Varanasi is one of the holiest and most ancient cities in India. The Ganga (Ganges) which flows along the Eastern edge is sacred to most of India, especially to those who live along its banks. It is, of course, a popular destination for pilgrims who come to bathe in the river and have the sins of a life time washed away. I’ve heard it only takes one dip to wash you ‘clean’ but I noticed a number of people take repeated swims– you can never be too sure.
The first several days of my stay were quite foggy. Some days the fog never lifted.
Most boats on this section of the river are kept ready for pilgrims and tourists. Guides will take groups and individuals on a tour of the ghats which are the stone steps that descend from each of the temples perched above the river. When the fog limits the view, the boats and their oarsmen get a break.
After several days the fog cleared which allowed for pictures more in keeping with the genre that is Varanasi: boldly colored temples and a profusion of tourists and pilgrims.
Every morning I was out on the ghats watching the sun rise over the river. Most mornings, it was spectacular. Not in an overwhelming arrival with fanfare, but with a delicateness more in keeping with the mystery of the city:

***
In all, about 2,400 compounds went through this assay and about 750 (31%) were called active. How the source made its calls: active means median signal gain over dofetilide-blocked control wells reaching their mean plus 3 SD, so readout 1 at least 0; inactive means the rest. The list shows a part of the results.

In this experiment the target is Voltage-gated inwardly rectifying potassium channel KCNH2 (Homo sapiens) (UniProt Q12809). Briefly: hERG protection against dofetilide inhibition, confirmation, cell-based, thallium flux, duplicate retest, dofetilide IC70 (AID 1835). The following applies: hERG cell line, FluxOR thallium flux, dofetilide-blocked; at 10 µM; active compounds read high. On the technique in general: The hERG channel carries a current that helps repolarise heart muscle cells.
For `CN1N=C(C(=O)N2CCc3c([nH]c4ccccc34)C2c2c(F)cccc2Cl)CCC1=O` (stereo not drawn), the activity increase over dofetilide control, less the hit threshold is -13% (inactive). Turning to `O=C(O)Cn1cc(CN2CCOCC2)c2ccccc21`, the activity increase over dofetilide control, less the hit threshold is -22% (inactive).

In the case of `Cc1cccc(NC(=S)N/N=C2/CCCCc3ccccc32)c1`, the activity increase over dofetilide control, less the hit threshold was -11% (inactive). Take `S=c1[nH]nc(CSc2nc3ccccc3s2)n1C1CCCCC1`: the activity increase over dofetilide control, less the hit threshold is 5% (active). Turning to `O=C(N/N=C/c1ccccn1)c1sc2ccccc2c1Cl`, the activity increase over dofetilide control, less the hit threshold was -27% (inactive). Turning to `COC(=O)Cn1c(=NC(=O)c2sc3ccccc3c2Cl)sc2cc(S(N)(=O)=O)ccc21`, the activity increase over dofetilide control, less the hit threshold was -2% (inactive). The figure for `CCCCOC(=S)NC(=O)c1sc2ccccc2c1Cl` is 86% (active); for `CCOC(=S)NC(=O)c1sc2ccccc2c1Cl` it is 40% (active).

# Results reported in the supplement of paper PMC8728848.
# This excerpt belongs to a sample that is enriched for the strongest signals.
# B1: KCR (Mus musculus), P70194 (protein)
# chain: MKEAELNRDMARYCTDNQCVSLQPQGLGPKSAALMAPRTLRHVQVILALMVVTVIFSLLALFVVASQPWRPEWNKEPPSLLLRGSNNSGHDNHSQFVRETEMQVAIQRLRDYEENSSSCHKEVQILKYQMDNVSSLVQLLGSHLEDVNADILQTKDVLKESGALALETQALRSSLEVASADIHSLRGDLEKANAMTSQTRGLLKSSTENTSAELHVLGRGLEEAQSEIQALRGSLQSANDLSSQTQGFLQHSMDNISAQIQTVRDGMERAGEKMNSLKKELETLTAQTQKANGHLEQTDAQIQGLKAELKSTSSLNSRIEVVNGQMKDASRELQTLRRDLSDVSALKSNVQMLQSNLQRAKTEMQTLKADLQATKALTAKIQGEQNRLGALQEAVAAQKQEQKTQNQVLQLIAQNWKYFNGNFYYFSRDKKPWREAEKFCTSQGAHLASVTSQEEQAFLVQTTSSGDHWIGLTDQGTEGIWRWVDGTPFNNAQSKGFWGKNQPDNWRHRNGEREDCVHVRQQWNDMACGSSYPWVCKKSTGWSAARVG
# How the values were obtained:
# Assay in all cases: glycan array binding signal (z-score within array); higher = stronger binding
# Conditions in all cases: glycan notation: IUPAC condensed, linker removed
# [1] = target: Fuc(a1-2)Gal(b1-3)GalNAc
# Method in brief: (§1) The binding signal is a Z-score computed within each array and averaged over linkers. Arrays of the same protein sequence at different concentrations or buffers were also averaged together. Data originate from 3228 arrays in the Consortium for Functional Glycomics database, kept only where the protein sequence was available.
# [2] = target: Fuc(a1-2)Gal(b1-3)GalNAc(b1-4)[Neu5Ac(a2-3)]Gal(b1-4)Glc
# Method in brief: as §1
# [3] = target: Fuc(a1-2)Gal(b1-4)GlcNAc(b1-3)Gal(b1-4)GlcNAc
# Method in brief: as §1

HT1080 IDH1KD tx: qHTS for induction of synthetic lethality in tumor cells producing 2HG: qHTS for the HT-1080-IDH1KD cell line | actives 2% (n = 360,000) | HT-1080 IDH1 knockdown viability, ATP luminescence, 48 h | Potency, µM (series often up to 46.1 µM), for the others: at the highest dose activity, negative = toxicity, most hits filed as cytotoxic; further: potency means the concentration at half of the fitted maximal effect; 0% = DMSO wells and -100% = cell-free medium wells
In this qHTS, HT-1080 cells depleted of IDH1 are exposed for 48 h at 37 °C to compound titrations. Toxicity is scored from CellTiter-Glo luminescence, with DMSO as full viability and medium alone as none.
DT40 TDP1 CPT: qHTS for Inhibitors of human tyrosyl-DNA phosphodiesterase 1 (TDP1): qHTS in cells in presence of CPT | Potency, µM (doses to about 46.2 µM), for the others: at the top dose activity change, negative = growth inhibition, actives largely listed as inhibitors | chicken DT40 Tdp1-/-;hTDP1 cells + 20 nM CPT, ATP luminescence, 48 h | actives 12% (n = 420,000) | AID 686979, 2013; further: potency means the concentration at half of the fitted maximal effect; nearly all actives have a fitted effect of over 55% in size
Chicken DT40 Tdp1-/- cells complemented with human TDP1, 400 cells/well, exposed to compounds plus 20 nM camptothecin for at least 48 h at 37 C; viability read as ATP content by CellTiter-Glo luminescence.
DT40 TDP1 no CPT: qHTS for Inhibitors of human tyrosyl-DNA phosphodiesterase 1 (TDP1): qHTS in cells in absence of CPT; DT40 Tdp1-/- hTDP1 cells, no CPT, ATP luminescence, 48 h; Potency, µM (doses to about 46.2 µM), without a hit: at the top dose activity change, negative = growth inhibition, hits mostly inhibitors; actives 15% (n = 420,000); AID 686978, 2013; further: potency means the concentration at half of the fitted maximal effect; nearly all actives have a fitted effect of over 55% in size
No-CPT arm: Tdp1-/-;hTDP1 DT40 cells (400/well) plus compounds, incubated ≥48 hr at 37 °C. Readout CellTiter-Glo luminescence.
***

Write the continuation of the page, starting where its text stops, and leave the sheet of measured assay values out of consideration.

Many Indians come to Varanasi to spend the rest of their lives along the banks praying, begging, and waiting to die. It’s an auspicious city to live in but also to die in. A select few ghats are known as ‘Burning Ghats’ where the deceased are cremated next to the river. Several hundred cremations happen every day and the ashes are sifted into the river. It’s considered bad form to photograph cremations in progress (understandably) but I did catch this shot of one of the smaller burning ghats after a busy night.
The men to the right are carrying ashes to the river which you can see making a gentle dark swath toward the foreground. In true India fashion, each basket of ashes is sifted carefully and swirled in the water. They’re panning for gold (gold teeth, earrings, etc.)
In the next India post I’ll share images from a trip out on the river with a fisherman and his daughter.
Finally, a bit of administrivia: I’ll be out of the studio from April 18th to the 22nd. I’ll be in regular email contact during that time.